Home News MMA Can Same-Day Weigh-Ins Benefit Combat Sports?

Can Same-Day Weigh-Ins Benefit Combat Sports?

515
SHARE
(Photo via heatrick.com)

The problem of dangerous weight cutting has been under the media microscope ever since Renan Barão and Henry Cejudo’s resulting health complications forced them out of UFC 177. It’s not uncommon for combat sports athletes to strategically compete in a weight class that is lower than their natural body weight to gain a competitive edge. The 24 hour period after the weigh-in and before the fight is used to rehydrate and renourish an athlete that has had to effectively starve themselves of adequate food and water for multiple days. After observing the dangerous effects that this practice can have, the Association of Ringside Physicians released a statement that presented the solution of a same-day weigh-in policy to prevent against dangerous weight cutting measures. Would same-day weigh-ins effectively help combat sports organizations fight against dangerous weight cutting?

Yes

(Jason Miller weighs in at Oceans 808, Jamm Aquino/Honolulu Star-Bulletin)
(Jason Miller weighs in at Oceans 808, Jamm Aquino/Honolulu Star-Bulletin)

A certain amount of weight cutting will inevitably be required for competition in weight-restricted sports.  One way or another, when you sign a contract that says you will compete at X weight class, you absolutely have to meet that number. However, without a 24-hour period to recover before a fight, athletes will have to seriously evaluate if they can fight in good health on the same day they make weight. For all the advantages and disadvantages there are to cutting down to fight lighter competitors, going into a fight just hours later dangerously dehydrated and malnourished hardly seems worth the risk. We’ve seen that combat sports athletes are willing to go to any measures to get a competitive edge when it comes to competing in a lighter weight class, but it seems impossible to make it count if you step into the ring withered and dehydrated. Having to make weight on the same day of the fight could prove to be a very effective deterrent to dangerous and unhealthy weight cutting.

No

(Renan Barao pulled out of UFC title fight due to weight cut complications, photo:Josh Hedges/Zuffa LLC/Zuffa LLC via Getty Images)
(Renan Barao pulled out of UFC title fight due to weight cut complications, photo:Josh Hedges/Zuffa LLC/Zuffa LLC via Getty Images)

For all of the health risks already known about the dangers of weight cutting, it’s quite possible that athletes may chance a same-day weigh-in regardless. Even with all of the extreme dangers it would present to a fighter, it seems inevitable that some athletes would attempt the feat anyway. The result could mean less than adequate performance from fighters in the ring if they’re able to pass official approval to fight in the first place. In addition, a fighter chancing a dangerous weight cut despite a same-day weigh-in could mean huge financial problems for combat sports organizations. Consider the possibility that a fighter makes it to the scale and isn’t approved to fight for a scheduled bout expected to take place just hours later. Even if the organization had fighters available as replacements, every event go-er and pay-per-view buyer would be disenchanted and hesitant to make the same purchase again. Another financial point to consider is how it would affect the current roster of athletes and champions. If a considerable number of athletes have to abandon their weight class (including champions), that would restructure the whole organization. Who knows how many classic rivalries would never play out again because athletes cannot safely compete. However ethical, safe, and fair a same-day weigh-in would be for the athletes and sport, any combat sports organization is going to seriously weigh the financial risks and damages it can bring to their promotion.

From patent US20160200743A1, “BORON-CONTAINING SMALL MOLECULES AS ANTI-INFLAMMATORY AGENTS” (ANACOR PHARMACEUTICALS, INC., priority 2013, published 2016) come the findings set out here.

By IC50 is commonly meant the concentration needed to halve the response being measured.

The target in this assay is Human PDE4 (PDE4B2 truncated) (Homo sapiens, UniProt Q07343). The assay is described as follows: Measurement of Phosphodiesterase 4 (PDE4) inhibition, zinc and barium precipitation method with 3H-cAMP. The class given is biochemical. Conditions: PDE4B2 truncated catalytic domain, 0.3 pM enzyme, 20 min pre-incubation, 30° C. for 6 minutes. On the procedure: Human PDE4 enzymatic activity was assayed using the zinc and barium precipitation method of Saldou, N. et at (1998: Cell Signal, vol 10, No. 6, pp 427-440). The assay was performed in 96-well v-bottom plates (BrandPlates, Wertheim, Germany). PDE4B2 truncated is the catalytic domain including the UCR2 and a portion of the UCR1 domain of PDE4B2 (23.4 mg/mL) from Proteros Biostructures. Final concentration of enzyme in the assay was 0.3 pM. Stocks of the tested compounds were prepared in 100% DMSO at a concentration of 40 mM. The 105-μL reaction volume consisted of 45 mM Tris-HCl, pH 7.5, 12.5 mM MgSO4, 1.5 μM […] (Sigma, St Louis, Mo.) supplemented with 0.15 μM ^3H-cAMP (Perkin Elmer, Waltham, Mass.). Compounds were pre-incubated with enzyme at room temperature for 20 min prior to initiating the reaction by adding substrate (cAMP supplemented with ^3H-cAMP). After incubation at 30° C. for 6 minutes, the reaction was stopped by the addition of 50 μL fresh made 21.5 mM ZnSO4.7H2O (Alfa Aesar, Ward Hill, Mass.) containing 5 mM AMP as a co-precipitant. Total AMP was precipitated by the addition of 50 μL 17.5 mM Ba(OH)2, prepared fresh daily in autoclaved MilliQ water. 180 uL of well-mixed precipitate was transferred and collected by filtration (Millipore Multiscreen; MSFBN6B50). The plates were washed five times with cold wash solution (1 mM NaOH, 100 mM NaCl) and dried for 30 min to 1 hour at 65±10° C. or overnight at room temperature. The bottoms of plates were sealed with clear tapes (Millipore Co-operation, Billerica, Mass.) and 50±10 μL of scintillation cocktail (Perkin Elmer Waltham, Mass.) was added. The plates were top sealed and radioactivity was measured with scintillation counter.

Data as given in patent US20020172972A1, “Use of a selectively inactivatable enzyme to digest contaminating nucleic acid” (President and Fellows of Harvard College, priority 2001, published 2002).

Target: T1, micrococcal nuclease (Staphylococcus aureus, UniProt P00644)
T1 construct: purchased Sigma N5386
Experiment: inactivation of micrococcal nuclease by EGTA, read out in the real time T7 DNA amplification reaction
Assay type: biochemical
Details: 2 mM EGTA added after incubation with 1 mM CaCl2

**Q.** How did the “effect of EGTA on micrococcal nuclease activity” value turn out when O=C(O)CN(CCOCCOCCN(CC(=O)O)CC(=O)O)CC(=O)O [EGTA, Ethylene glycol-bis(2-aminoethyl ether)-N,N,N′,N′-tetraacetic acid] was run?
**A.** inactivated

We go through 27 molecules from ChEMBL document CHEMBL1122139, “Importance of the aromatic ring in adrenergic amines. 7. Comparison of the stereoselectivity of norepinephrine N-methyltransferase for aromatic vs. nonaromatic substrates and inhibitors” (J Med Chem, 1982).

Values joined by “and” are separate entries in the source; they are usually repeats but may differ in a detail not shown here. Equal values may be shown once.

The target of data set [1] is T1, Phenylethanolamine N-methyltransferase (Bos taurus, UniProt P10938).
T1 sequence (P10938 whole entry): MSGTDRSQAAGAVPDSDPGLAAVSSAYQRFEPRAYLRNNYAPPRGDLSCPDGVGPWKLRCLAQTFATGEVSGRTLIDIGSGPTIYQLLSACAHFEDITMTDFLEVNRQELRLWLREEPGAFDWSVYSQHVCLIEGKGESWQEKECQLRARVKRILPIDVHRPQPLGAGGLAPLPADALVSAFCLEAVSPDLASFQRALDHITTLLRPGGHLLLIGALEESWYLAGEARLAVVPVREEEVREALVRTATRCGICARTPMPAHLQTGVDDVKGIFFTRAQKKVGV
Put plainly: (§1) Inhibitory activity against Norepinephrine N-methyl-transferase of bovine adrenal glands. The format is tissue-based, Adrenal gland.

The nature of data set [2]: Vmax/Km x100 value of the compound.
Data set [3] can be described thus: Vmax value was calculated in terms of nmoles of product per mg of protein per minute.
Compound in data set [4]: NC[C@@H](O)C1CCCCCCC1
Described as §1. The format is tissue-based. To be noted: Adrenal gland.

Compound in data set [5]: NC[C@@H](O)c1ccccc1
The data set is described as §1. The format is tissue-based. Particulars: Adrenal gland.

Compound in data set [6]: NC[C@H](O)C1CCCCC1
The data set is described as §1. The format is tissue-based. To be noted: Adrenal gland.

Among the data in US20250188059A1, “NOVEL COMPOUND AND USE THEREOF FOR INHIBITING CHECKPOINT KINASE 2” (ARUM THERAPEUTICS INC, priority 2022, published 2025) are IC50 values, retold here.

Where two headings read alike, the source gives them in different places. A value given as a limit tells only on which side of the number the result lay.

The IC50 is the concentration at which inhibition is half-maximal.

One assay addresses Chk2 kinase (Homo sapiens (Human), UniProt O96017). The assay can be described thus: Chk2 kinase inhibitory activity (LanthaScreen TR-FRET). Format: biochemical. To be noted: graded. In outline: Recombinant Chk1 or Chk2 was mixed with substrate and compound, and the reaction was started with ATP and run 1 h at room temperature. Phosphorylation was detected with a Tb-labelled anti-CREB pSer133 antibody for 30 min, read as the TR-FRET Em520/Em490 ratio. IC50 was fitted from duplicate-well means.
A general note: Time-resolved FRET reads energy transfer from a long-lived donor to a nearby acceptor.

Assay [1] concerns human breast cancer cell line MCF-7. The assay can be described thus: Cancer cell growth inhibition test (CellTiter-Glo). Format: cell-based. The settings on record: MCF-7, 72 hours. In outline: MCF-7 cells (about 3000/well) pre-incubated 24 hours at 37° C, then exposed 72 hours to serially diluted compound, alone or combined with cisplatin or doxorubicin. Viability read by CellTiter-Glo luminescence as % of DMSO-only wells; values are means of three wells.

Would the practice of same-day weigh-ins ultimately help combat sports organizations? Do you think athletes would take their chances despite the regulation?

SHARE
Previous articleJim Ross Updates WWE Universe on Stone Cold’s Return
Next articleLatest on Former WWE Superstars Kurt Angle & CM Punk
Kurt Tellez
Kurt Tellez is a Southern California-based writer and musician. He first developed a passion for writing and literature in high school that carried through to the completion of a B.A. in English from Cal State Fullerton in 2013. Inspired by Joseph Conrad, Emily Dickinson, Alan Moore and Hunter S. Thompson, he has pursued a career in writing through contributions to online magazine publications, blogging, and social media management. His musical studies began at thirteen, and has since played in garage bands, concert bands and jazz bands everywhere from Honolulu to The Matthew Street Beatles Festival in Liverpool. Kurt has followed MMA since becoming an avid listener of the Joe Rogan Experience Podcast. Inspired by Eddie Bravo's appearances on the show, he became a member of Tenth Planet Jiu-Jitsu in 2014.
  • Jamie Pomana

    same day weigh ins would just create more issues. Pennsylvania instituted a system that would work. The fighters wouldn’t like it but they wouldn’t be dead. It only allows wrestlers to lose a certain percentage of the normal BMI. If they can’t do something like that, because the same abandonment of weight class is possible, they can make sure everyone on the card has a dietician to show them how to lose the weight safely over the entire span of their training camp. I did a massive weight loss once, it didn’t end well and if it wasn’t for my mothers intervention it could have ended worse. She took over my diet and I wrestled at that weight healthy and that ended great. There is a safe way to lose weight. There are people just waiting for a UFC fighter to die in the ring. If that happens you will see states refuse to allow MMA fights. Just look at NY.